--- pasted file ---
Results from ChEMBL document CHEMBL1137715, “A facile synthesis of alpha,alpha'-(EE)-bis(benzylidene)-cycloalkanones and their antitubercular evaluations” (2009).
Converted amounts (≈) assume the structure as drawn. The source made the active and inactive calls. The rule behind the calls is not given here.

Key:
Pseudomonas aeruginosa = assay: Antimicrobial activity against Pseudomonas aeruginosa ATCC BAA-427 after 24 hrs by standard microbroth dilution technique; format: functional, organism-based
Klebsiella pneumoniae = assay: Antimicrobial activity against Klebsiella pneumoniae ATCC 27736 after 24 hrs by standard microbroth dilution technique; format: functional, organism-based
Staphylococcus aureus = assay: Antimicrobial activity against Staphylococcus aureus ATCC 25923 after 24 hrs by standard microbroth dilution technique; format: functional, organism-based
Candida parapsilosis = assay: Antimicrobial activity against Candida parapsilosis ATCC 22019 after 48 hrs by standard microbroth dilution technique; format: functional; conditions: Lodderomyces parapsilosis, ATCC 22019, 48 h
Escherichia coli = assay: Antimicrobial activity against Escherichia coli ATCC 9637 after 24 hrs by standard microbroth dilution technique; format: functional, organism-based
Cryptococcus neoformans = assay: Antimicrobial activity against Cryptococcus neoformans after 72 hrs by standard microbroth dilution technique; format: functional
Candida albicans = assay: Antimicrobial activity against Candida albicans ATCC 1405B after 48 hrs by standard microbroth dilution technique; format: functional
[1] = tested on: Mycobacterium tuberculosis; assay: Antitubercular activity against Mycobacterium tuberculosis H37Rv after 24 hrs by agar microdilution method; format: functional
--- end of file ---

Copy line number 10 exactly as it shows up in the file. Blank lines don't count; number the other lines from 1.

Candida albicans = assay: Antimicrobial activity against Candida albicans ATCC 1405B after 48 hrs by standard microbroth dilution technique; format: functional